Elmore Leonard, king of crime
To mark the death of the genre-transforming writer, read this 1991 piece from Living Marxism.
Elmore Leonard, the crime writer responsible for such novels as Maximum Bob, Out of Sight and Get Shorty, died on Tuesday, aged 87. To mark his death, spiked is republishing this article, first featured in Living Marxism in November 1991, based on Leonard’s comments at an event at London’s Institute of Contemporary Arts.
Listening to crime writer Elmore Leonard, I got the feeling that pretentiousness must be his idea of the world’s deadliest sin. Everything about him seemed deliberately understated: his low-key delivery, his smart but not-too-smart get-up of blue blazer, white shirt and grey slacks. But the lowest of Leonard’s low-key traits was his assessment of his own writing: ‘Forty years ago it occurred to me this might be a good way to make a living. There’s no message. Entertainment, that’s all it is.’ He was talking about crime novels, set in Detroit and Miami, which have been described as the greatest chronicle of late twentieth century America.
Leonard doesn’t like to impose on his characters. Instead of traditional narrative, in which the author-as-unseen-observer describes events in his own distinctive voice, Leonard lets his characters speak for themselves. He chooses which character will describe a particular scene, and then reproduces ‘the sound of the character, even in narrative passages’. When Leonard ‘imparts whatever information I can through dialogue’ and ‘concentrates on the sounds of the voices’, he hopes that the reader is ‘never aware of me’.
Leonard’s characters have been known to perpetrate some fairly gruesome crimes, but he declines to ‘judge the people in my books’. If, in private, he takes a strong moral stance on the real-life equivalent of the fictional violence he describes, he doesn’t want the outside world to know about it. ‘You don’t hear me’, he says, coyly, ‘you’re never sure’.
Some writers map out their plotlines to the last detail before sitting down to write. This doesn’t appeal to Leonard. ‘When writing the first page, I have no idea [of the outcome]’. Leonard enjoys ‘not knowing what’s going to happen. That way I’m surprised’. Sometimes a character will put himself centre stage, or he could write himself out of the story altogether. ‘You never know who is going to be the main character until halfway through’, he said. Around halfway through Maximum Bob, the initial protagonist drives out of the novel and is never seen again. ‘I was surprised he lasted that long’, said Leonard. ‘The last time we see him he’s headed for California. I hope he makes it.’ The endings of Leonard’s novels can seem equally arbitrary. ‘They usually stop around page 360’, he quipped. In June , Leonard finished Rum Punch, a novel about gun-running. When his editor complained that the ending was too abrupt, Leonard added three sentences, cut two, and went back to his vacation.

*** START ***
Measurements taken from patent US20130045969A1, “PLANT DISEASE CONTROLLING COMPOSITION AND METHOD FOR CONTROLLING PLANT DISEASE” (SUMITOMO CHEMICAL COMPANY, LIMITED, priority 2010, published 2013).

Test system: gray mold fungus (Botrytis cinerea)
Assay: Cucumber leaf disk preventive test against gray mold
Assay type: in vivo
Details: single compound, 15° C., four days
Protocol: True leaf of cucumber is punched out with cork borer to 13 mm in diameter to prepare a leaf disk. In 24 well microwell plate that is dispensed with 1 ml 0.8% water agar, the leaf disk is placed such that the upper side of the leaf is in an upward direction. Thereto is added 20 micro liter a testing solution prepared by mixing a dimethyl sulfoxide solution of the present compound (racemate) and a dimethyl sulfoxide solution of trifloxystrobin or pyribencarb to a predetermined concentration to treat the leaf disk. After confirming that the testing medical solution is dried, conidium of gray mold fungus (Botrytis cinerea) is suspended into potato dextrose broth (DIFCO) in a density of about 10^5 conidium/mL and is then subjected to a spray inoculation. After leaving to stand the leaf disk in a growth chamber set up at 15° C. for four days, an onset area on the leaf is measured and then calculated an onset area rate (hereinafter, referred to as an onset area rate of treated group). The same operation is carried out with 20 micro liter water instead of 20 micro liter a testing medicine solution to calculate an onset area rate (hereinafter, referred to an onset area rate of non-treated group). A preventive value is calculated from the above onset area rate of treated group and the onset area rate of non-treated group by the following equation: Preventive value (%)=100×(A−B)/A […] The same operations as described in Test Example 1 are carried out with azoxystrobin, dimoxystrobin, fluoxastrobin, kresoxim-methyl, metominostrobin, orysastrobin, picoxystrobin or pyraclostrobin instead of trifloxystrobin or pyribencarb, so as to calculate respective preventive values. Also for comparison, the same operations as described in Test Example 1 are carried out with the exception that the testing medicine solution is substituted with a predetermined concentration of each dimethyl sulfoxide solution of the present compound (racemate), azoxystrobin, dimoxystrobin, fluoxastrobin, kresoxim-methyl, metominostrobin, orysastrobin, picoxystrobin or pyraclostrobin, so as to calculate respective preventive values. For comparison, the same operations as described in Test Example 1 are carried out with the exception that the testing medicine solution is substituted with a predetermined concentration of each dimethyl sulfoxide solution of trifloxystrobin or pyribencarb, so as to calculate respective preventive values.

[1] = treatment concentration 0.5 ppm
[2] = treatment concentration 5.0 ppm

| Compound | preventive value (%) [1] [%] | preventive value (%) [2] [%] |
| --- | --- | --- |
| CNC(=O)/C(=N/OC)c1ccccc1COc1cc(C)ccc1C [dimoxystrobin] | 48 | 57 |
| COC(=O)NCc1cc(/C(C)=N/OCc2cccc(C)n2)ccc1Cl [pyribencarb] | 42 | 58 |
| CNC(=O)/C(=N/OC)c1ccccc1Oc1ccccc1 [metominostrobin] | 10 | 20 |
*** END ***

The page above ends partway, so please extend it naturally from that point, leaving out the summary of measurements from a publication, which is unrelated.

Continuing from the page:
Is Leonard so shy and ineffectual that he dare not tamper with his own material? Nothing could be further from the truth. There is a case for arguing that Leonard made Eighties crime-writing his own, just as Dashiel Hammett and Raymond Chandler stamped their identities on the Thirties and Forties. What’s different about Leonard is that he got rid of the heroic hero. ‘What I’m up to is trying to be as realistic as possible, describing real criminals and law enforcement people as I know them.’ Now in his early sixties, Leonard came from a blue-collar background and he writes about ‘ordinary people into some kind of hustle’. His first crime novel was rejected 84 times by publishers who said, ‘there’s no one in this book to like’. Nowadays, many crime writers look up to Leonard and credit him with ‘making it okay to use the criminal as the main character’.
Leonard likes to make you think that all he has to do is sit at his desk and let his characters do the talking. But verisimilitude is an effect which is hard to obtain. Leonard’s writing style requires an unusually large amount of research. He now employs a full-time researcher to help him. He writes his first draft in longhand and then rewrites five or six times on the typewriter, constantly reading to himself to get the rhythms of speech just so. In Leonard’s case, producing entertainment requires a level of professional dedication which would defeat many who lay claim to the mantle of literature.
Leonard must be aware of this. He keeps up with the highbrow literary scene, although he sneers at the suggestion that he is trying to cross over into serious writing. His denial is so vehement it makes me wonder whether his deliberate self-effacement is really an inverted form of arrogance – the arrogance of a man who could outwrite John Dos Passos, but chooses not to try.
Leonard may be just a regular guy who values his privacy and doesn’t want to aim too high. On the other hand, he could be a much smarter operator. In an age like ours, lacking either certainty or direction, Leonard would not be the only one to cultivate the stance of not having a stance. Perhaps it has occurred to him that describing this uncertain mood – and not letting on – makes for a good living and good writing.
Andrew Calcutt is editor of Proof: Reading Journalism and Society. He is co-author, with Philip Hammond, of Journalism Studies: A Critical Introduction, published by Routledge. Buy this book from Amazon(UK).
Picture: Elmore Leonard, Miami Book Fair International, 1989, MDCarchives via Wikimedia Commons.
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